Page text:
It is fair to say that most people don’t like broken pieces, especially if the item broken is valuable. I would even venture to say that value really doesn’t matter in this instance, because if you’re like me, the fact that what was once whole is now broken, is disheartening. And because I don’t like broken things, whether it be a tangible item like a bracelet or brokenness found in the human heart, I try very hard to avoid it. For instance, my jewelry is carefully tucked away in a jewelry box. My children are instructed not to horseplay in parts of the house that hold valuable items, and I endeavor to live a prudent life all in an effort to avoid unnecessary brokenness. As you can imagine, even with all of the safeguards put in place, brokenness is sometimes unavoidable. Case in point, just recently one of my favorite pair of gold earrings broke, not because of negligence, but due to a manufacture’s defect.
On the flip side, I’m also discovering that something beautiful can happen with brokenness, especially in the human heart. In the Japanese culture, craftsmen practice a 500-year-old art called kintsugi, where they restore broken objects because they recognize the object’s potential or simply to repurpose it. I believe God practices a form of kintsugi in our lives too, where he allows brokenness to take place in effort to evoke our potential and reveal both beauty and strength. Much like a rose, who after it’s long awaited first bloom, is pruned in effort to rejuvenate the plant and encourage healthy growth … pruning is an essential part of its care. Interestingly enough, Jesus likened his followers who continue with Him as a branch that bears fruit or produces good, and because they bear fruit, God the Father purges/prunes them, so that they produce more good. As a follower of Jesus Christ, I can attest that most often the pruning process is unpleasant, yet ALWAYS produces good in me.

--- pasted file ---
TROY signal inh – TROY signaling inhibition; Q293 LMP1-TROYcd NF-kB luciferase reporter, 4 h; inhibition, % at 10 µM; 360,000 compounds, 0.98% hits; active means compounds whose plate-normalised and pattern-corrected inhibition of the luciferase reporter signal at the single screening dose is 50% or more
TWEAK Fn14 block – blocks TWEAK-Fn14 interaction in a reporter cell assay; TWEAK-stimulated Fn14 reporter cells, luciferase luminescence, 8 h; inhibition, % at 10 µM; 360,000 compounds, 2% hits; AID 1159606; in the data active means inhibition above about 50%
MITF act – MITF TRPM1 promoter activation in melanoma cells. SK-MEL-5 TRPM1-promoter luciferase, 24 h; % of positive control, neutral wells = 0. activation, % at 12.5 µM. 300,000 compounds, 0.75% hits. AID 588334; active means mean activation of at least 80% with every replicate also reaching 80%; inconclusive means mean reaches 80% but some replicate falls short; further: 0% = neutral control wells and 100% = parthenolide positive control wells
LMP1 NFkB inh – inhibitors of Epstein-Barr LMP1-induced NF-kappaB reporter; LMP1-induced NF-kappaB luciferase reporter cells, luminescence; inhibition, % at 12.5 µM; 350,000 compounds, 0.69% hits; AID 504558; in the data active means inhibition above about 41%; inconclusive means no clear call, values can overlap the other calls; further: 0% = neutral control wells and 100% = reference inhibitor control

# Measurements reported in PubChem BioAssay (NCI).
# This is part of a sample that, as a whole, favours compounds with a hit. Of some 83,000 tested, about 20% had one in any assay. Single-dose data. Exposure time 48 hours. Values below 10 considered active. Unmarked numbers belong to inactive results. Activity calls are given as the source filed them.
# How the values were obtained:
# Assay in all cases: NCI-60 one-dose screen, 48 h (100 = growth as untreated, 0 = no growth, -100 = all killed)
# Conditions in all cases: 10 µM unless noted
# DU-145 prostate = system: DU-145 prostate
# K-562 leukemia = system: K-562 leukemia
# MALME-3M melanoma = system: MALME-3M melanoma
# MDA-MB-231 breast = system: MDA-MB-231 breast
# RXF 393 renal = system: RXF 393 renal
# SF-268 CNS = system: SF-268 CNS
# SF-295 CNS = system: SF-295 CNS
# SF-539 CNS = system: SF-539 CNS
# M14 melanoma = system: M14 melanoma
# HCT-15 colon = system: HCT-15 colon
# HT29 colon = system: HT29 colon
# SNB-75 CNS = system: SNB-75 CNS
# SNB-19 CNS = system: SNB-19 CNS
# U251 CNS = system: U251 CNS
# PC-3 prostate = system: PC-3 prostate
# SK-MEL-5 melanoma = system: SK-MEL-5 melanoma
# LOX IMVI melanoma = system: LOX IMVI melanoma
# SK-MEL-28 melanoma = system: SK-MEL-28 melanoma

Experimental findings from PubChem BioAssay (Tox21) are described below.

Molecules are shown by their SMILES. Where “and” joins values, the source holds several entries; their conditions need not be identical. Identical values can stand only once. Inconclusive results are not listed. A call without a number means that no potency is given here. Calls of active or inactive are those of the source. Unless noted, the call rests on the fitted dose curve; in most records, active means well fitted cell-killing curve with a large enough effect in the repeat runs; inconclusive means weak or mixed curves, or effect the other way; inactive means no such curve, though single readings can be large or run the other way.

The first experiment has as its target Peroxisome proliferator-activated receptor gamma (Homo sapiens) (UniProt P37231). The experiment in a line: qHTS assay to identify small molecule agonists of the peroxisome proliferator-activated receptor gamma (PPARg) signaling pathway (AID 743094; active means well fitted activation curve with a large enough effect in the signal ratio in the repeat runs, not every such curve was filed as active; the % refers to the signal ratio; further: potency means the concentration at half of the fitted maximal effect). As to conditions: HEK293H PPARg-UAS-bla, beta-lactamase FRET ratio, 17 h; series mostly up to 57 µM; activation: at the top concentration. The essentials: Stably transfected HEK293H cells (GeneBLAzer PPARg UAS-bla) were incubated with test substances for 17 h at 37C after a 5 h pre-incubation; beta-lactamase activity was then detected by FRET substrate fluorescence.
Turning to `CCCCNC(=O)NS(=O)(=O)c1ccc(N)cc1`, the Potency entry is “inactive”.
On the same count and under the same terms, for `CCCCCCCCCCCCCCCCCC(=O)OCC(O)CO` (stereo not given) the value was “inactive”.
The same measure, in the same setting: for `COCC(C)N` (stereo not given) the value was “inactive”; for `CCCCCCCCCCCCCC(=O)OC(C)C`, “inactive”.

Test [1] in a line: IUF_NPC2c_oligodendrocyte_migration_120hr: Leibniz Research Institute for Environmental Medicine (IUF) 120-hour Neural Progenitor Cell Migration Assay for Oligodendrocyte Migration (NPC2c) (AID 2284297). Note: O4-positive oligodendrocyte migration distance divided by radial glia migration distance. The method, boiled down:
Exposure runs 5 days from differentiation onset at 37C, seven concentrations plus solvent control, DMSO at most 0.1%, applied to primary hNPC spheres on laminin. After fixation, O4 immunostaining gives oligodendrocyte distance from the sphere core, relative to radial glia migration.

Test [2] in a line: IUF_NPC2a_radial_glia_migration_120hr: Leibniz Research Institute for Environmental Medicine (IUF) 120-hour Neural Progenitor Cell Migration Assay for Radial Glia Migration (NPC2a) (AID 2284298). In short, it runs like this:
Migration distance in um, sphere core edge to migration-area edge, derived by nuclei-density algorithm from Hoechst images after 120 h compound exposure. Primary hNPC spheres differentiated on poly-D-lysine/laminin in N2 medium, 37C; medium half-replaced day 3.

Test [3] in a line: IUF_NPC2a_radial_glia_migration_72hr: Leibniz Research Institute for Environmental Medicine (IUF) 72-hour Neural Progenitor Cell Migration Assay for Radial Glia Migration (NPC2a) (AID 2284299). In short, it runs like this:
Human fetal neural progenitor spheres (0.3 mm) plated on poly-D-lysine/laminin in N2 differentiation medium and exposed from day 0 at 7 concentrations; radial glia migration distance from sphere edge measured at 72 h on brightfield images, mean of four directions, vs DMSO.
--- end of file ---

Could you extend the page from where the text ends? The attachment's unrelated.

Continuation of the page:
I must admit, the current brokenness of our nation and what seems like a paradigm shift of the world at large, makes me sad and feel a little broken inside. The beauty of this sadness is that I feel God the Father and Holy Spirit gently wooing me closer with comfort, almost indescribable. Hence, I try to meet the Lord every morning, before my family rises, to both talk and pray with Him. In the Bible, Daniel, a man greatly beloved of God, described a time when was speaking, praying, confessing his sin, and making supplications to God, all during one setting---much like what my time with God looks like these days … and I LOVE IT!!! My favorite time in this moment is when I simply talk to Him, because I sense He eagerly awaits to equally converse with me. In a time where I feel broken, I feel so loved and feel as though a metamorphosis is taking place on the inside … where it counts most. I’m learning that brokenness, in fact, can truly be beautiful when you take your broken pieces to the Master Craftsman!
I am reminded of Hannah in the Bible who suffered from years of infertility and desperately desired a child … her heart was broken due to her barrenness. One day, heavy in heart, she went to the temple to pray and wept bitterly before the Lord. Her brokenness and earnest prayer got God’s attention and the Bible says He remembered her and blessed her to conceive a son. I wonder what would have happened if Hannah had not brought her broken heart to God in prayer? I dare to venture, that the beauty of conception may not have ever taken place. I share this to encourage you, my friend, to not be afraid of brokenness. Oftentimes, therein, is found growth and new strength. Be encouraged to talk, pray, confess your sins, and make your request known to God … I promise He awaits you. God has the ability take your broken pieces and create beauty!
He cuts off every branch of mine that doesn’t produce fruit, and he prunes the branches that do bear fruit, so they will produce even more. John 15:2 NLT